SHIPPING

New Bridge Rakes In More Revenue For Vendors

The upgraded and wide walkway of the newly opened Stinson Parade has played a positive effect on local handicraft operators’ revenue whenever a tourist vessel docks at the Suva Port.
24 Jan 2018 11:00
New Bridge Rakes In More Revenue  For Vendors
Apakuki Tabuakuro (second from left) showing one of his handicraft to a tourist on January 19, 2018. Photo: Vilimoni Vaganalau.

The upgraded and wide walkway of the newly opened Stinson Parade has played a positive effect on local handicraft operators’ revenue whenever a tourist vessel docks at the Suva Port.

Stinson Parade was closed for repairs the past last six years was opened by the Prime Minister Voreqe Bainimarama last fortnight.

Over those six years vendors contested for the little space allocated opposite the Suva Market to display and sell their handicraft and souvenirs.

“We now have enough space to display our handicraft and the good thing is now tourists walk past us to get into the city,” Suva Liner Association president Apakuki Tabuakuro said.

“The past six years have been a struggle – tourists were going straight into the city and we were closed off with the closure of the bridge,” he said.

“Now, as soon as they (tourists) get off the ship they keep to the side where we are selling and then cross at the pedestrian crossing at the Post Office end to get into the city.

“Before they go to the city they get to view what we are selling at our stalls and this is good for us and also for them as we are selling items at reasonable prices.”

SLA now has a membership of 71 skilled craftsmen and women including micro business owners.

Mr Tabuakoro acknowledged the assistance of the Suva City Council in its provision of small tents along Stinson Parade.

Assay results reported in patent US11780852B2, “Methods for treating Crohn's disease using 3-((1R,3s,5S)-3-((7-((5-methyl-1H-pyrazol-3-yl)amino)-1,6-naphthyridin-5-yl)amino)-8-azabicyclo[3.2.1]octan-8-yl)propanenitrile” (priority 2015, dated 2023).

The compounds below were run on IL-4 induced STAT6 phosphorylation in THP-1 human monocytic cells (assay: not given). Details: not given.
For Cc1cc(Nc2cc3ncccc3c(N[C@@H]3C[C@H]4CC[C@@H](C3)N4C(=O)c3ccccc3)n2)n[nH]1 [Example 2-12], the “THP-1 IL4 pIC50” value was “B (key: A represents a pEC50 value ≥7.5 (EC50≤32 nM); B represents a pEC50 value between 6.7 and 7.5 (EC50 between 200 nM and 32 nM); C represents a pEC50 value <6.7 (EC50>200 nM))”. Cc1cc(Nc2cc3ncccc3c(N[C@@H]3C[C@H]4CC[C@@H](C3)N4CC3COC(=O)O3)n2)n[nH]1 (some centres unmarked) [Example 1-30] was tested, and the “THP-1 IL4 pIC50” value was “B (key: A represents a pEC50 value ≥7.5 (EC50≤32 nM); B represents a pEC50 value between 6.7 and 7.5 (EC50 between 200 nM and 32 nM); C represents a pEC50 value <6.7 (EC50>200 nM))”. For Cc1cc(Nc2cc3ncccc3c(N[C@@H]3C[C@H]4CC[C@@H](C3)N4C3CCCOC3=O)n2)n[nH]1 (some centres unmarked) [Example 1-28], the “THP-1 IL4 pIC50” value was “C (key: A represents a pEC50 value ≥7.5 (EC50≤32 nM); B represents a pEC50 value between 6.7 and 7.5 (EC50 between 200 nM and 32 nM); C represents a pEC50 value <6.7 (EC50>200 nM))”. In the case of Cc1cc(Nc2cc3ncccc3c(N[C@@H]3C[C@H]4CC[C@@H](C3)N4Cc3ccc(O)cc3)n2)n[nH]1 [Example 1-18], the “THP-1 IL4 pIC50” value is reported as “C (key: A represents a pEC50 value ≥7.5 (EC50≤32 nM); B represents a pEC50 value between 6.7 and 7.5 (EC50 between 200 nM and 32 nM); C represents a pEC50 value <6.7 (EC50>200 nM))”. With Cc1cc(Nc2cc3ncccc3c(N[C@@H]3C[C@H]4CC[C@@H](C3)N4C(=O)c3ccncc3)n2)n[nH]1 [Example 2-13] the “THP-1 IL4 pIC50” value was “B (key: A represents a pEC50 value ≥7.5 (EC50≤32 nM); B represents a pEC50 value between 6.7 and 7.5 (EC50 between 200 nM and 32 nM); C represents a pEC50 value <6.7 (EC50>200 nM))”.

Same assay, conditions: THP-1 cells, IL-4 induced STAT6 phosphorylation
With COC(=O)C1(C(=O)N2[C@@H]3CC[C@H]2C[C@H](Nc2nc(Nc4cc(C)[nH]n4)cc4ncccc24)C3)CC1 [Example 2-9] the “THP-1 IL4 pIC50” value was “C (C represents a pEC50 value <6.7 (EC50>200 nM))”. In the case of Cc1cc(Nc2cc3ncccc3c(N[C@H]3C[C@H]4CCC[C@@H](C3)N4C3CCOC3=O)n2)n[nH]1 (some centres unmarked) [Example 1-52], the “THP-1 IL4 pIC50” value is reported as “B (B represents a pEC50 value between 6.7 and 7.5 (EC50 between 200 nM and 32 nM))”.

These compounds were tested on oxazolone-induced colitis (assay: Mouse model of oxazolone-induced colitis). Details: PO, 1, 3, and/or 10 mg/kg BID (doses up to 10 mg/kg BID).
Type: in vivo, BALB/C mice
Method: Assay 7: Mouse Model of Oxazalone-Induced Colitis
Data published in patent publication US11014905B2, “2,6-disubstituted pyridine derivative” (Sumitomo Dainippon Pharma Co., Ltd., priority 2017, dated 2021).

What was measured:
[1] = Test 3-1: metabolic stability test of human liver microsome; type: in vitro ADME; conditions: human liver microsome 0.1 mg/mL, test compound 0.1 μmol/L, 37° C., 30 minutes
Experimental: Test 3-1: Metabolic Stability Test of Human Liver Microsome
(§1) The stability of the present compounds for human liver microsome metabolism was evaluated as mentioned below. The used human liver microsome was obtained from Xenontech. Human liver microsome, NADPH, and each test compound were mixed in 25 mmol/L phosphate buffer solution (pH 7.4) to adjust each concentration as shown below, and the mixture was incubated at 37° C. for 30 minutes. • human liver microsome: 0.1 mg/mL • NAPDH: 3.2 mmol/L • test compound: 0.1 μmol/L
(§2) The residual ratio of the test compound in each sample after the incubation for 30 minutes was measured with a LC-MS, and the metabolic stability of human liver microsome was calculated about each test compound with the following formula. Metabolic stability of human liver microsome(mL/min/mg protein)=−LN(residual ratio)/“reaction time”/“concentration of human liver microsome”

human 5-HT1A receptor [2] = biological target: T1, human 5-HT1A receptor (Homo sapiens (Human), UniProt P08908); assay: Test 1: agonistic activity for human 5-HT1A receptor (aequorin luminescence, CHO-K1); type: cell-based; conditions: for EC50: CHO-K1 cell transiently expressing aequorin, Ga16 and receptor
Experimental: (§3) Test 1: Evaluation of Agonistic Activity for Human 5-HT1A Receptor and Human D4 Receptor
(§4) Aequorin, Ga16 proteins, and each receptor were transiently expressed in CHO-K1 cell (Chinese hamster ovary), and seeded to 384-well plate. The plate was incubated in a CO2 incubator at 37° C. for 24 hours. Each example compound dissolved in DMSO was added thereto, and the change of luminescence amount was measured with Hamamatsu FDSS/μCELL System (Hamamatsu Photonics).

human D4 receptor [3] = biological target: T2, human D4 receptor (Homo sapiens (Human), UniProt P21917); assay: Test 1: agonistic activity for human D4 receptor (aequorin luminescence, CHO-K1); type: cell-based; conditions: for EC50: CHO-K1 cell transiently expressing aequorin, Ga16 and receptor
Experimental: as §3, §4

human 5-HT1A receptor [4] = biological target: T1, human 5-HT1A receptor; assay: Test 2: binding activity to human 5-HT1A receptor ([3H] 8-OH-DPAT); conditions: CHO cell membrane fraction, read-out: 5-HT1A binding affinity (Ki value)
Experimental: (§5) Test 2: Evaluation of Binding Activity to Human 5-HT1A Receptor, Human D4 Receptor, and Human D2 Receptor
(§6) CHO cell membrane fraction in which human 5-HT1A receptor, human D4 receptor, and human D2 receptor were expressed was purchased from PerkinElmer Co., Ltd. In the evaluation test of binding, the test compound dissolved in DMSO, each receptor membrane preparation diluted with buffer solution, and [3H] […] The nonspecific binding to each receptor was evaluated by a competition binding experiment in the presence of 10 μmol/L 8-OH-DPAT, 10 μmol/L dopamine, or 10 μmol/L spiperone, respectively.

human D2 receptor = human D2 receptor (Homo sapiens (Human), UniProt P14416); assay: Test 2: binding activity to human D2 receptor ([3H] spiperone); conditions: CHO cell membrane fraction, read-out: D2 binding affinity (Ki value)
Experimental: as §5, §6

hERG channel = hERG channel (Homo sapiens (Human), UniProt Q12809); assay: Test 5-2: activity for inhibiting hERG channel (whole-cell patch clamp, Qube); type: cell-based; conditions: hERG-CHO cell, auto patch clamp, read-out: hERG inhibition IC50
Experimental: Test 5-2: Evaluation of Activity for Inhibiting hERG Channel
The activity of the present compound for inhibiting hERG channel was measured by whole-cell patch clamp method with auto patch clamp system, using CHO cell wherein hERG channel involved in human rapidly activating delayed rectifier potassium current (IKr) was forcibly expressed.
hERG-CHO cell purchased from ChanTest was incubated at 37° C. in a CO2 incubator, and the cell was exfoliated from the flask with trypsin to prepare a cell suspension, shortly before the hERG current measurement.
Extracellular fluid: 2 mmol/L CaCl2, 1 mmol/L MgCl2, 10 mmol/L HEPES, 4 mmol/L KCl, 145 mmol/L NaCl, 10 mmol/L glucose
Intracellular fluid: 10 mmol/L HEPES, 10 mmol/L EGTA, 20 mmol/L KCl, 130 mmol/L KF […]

“Most members of this association sell their handicraft for a living, I would like to thank Government and SCC for approving our request to sell our items here,” he said.   Handicraft vendor Taina Nai said she has been making good sales.

Ms Nai sells hula skirts, plaits – a skill she learned from her late mother. She sells the skirts for $20 each.

“We returned here on January 18, 2018 and since then we have been having making good sales compared to the place where we were before,” Ms Nai said.

“I have been selling handicraft since 1965, when I was 20,” she said.

“Today, I am able to make a sale of $200 and this is far, far more than what I used to make when the bridge was closed.”

However, the 73-year-old of Nokonoko in Ra Ms Nai has recognised a change in the buying habits of tourists when it comes to buying souvenirs.

“In the 70s and 80s tourists used to buy items such as traditional necklaces, artificial turtles and other designed pendants,” she said.

“Now they are into buying things like hula skirts.”

Vereti Jikotani 43, of Ogea, Lau said he was excited the association was back at Stinson Parade Bridge.

“I am happy we are back here as I have met and served a lot of tourists and been making good sales,” Mr Jikotani said.

Mr Jikotani has been selling handicraft for more than 15 years. He said before tourists had the time and luxury to browse and visit stalls as the cruise ships stayed over longer in port.

“Most of us vendors here depend on what we make from selling. We earn our living from this. If more tourists visit Suva then that would be of a great help,” he said.

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